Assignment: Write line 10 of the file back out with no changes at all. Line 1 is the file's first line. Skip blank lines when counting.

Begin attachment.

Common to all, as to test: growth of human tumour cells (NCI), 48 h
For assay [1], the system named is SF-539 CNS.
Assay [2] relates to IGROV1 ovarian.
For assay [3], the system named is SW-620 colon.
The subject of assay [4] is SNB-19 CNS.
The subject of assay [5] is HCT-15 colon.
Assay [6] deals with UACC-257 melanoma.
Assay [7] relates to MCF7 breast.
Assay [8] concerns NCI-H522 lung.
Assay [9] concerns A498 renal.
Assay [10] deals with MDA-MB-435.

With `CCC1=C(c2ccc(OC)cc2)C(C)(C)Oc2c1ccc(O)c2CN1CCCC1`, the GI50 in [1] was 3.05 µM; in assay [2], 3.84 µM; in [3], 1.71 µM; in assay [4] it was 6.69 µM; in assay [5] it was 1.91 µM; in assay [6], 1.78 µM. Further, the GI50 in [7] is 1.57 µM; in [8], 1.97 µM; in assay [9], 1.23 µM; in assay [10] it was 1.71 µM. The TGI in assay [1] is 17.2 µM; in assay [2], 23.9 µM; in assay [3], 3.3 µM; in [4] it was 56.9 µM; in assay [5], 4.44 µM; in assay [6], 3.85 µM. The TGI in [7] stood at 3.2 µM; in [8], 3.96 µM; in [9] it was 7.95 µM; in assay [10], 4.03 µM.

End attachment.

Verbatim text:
Assay [9] concerns A498 renal.